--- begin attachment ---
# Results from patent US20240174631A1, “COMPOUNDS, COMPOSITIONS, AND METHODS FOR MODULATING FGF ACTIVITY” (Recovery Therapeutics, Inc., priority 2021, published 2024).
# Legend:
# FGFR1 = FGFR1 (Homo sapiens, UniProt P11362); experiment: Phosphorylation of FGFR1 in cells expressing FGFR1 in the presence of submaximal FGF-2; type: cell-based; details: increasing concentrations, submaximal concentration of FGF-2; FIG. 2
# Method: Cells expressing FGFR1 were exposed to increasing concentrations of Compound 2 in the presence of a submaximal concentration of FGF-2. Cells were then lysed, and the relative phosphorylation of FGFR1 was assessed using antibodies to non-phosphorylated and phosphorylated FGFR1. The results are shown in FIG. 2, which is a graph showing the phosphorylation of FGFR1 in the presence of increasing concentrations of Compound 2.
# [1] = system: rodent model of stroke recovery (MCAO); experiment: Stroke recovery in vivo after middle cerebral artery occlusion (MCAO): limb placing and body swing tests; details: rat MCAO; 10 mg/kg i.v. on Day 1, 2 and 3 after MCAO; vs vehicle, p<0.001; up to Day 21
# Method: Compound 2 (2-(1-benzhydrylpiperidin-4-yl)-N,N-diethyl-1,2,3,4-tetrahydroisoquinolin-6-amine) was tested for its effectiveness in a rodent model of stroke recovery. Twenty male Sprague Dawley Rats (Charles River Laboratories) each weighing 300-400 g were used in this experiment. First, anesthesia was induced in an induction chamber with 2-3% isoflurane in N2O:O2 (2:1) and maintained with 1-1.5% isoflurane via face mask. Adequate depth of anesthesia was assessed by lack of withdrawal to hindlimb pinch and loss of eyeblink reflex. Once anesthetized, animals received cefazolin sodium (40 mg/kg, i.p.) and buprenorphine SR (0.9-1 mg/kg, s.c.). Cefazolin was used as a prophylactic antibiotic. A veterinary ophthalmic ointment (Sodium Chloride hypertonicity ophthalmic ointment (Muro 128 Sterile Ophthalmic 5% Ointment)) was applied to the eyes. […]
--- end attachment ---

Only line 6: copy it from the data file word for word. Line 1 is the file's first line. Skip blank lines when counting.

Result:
# Method: Compound 2 (2-(1-benzhydrylpiperidin-4-yl)-N,N-diethyl-1,2,3,4-tetrahydroisoquinolin-6-amine) was tested for its effectiveness in a rodent model of stroke recovery. Twenty male Sprague Dawley Rats (Charles River Laboratories) each weighing 300-400 g were used in this experiment. First, anesthesia was induced in an induction chamber with 2-3% isoflurane in N2O:O2 (2:1) and maintained with 1-1.5% isoflurane via face mask. Adequate depth of anesthesia was assessed by lack of withdrawal to hindlimb pinch and loss of eyeblink reflex. Once anesthetized, animals received cefazolin sodium (40 mg/kg, i.p.) and buprenorphine SR (0.9-1 mg/kg, s.c.). Cefazolin was used as a prophylactic antibiotic. A veterinary ophthalmic ointment (Sodium Chloride hypertonicity ophthalmic ointment (Muro 128 Sterile Ophthalmic 5% Ointment)) was applied to the eyes. […]